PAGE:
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Reynolds County Health Center Covid Vaccinations

We are holding COVID Vaccination Clinics every Tuesday and Wednesday from 8:30am to 4:30pm. Bring your covid card/Immunization record to be updated if possible. Walk-Ins welcome!!

Possible Side Effects After Getting a COVID-19 Vaccine

What You Need to Know

  • Side effects after getting a COVID-19 vaccine can vary from person to person.
  • Some people experience a little discomfort and can continue to go about their day. Others have side effects that affect their ability to do daily activities.
  • Side effects generally go away in a few days.
  • Even if you don’t experience any side effects, your body is building protection against the virus that causes COVID-19.
  • Adverse events (serious health problems) are rare but can cause long-term health problems. They usually happen within six weeks of getting a vaccine.

Common Side Effects

Side effects after a COVID-19 vaccination tend to be mild, temporary, and like those experienced after routine vaccinations. They can vary across different age groups.


Covid 19; What You Need to Know


Updated Boosters Are Recommended

CDC recommends 1 updated COVID-19 vaccine dose for everyone aged 6 months and older.


About COVID-19 Vaccines

COVID-19 vaccines available in the United States are effective at protecting people from getting seriously ill, being hospitalized, and dying. As with other vaccine-preventable diseases, you are protected best from COVID-19 when you stay up to date with the recommended vaccinations, including recommended boosters.

Four COVID-19 vaccines are approved or authorized in the United States:

  • Pfizer-BioNTech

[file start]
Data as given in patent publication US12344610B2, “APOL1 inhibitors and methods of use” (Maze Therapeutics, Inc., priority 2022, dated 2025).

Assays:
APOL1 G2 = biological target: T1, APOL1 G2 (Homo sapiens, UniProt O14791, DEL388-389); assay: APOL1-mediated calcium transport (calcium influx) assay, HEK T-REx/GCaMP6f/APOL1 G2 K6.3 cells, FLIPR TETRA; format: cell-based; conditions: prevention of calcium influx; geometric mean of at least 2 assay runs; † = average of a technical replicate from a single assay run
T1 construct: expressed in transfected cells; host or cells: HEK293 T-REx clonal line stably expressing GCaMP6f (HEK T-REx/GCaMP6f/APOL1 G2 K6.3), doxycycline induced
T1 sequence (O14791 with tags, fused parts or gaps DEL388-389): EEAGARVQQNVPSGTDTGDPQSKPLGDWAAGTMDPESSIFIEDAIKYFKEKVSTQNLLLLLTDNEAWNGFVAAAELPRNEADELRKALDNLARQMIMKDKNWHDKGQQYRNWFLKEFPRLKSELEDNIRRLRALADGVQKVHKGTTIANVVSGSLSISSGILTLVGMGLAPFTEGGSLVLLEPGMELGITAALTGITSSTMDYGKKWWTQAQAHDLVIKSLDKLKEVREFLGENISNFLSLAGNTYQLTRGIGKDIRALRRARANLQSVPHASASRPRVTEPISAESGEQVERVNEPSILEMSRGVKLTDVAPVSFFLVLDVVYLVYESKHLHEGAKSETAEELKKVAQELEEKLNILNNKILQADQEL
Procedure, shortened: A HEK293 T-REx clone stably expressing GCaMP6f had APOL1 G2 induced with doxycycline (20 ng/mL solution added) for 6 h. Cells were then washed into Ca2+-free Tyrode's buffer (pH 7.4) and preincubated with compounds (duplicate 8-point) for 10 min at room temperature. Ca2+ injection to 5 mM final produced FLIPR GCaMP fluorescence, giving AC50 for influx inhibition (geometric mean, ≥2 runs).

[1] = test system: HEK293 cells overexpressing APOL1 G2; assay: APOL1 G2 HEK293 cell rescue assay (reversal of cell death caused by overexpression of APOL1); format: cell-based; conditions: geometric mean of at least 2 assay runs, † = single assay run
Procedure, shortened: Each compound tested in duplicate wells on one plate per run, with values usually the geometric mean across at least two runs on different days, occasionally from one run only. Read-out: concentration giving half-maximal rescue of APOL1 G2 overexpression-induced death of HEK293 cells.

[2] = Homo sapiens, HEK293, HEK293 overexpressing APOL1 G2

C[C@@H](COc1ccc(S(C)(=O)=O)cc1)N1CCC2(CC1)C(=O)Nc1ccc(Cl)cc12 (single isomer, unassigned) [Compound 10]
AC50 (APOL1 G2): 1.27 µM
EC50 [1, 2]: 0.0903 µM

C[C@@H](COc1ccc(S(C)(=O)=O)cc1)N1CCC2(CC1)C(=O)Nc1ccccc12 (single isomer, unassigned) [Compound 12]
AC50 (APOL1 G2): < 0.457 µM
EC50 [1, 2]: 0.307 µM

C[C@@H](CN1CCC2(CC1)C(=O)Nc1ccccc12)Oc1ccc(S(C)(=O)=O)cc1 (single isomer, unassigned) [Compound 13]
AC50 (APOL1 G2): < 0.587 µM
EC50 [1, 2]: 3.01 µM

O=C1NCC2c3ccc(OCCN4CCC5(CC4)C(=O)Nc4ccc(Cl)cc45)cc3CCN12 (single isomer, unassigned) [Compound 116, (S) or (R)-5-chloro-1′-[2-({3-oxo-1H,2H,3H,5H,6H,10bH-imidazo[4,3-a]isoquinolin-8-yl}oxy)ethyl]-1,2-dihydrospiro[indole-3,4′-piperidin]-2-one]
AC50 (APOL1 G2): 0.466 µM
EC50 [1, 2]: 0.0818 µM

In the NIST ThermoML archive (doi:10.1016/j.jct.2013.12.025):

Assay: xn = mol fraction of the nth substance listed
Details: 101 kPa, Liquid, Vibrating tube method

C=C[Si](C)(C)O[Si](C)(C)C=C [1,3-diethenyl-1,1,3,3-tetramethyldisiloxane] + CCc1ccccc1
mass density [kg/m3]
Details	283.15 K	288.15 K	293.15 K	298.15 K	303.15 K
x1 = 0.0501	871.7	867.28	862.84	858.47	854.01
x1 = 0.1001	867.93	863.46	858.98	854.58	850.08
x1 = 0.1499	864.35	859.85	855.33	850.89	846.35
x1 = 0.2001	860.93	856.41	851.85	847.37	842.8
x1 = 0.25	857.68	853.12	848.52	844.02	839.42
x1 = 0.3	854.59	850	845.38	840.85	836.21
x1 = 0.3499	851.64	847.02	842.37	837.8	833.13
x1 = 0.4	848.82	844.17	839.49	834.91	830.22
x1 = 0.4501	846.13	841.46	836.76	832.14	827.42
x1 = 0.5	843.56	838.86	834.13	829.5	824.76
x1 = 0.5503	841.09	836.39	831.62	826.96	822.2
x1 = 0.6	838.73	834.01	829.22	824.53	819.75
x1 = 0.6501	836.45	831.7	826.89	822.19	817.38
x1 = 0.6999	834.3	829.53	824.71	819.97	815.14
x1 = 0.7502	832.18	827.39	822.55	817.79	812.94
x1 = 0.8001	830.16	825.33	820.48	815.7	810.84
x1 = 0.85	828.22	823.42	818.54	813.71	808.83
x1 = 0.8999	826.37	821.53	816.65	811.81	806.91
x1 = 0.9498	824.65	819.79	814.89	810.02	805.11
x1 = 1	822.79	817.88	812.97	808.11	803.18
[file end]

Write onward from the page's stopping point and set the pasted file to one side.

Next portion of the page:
• Moderna
  • Novavax
  • Johnson & Johnson’s Janssen (J&J/Janssen) (CDC recommends that the J&J/Janssen COVID-19 vaccine only be considered in certain situations, due to safety concerns.)

To find COVID-19 vaccine locations near you: Search, text your ZIP code to 438829, or call 1-800-232-0233.

COVID-19 Boosters

When Are You Up to Date?

You are up to date with your COVID-19 vaccines when you have completed a COVID-19 vaccine primary series and got the most recent booster dose recommended for you by CDC.

  • If you have completed your primary series—but are not yet eligible for a booster—you are also considered up to date.
  • If you become ill with COVID-19 after you received all COVID-19 vaccine doses recommended for you, you are also considered up to date. You do not need to be revaccinated or receive an additional booster.

COVID-19 vaccine recommendations are based on three things:

  1. Your age
  2. The vaccine you first received, and
  3. The length of time since your last dose

People who are moderately or severely immunocompromised have different recommendations for COVID-19 vaccines.

Getting Vaccines If You Had or Currently Have COVID-19

If you recently had COVID-19, you still need to stay up to date with your vaccines, but you may consider delaying your next vaccine dose (whether a primary dose or booster) by 3 months from:

  • when your symptoms started.
  • Or, if you had no symptoms, when you first received a positive test.

Reinfection is less likely in the weeks to months after infection. However, certain factors could be reasons to get a vaccine sooner rather than later, such as:

Getting your 2nd dose: Talk to your healthcare or vaccine provider about the timing for the 2nd dose in your primary series.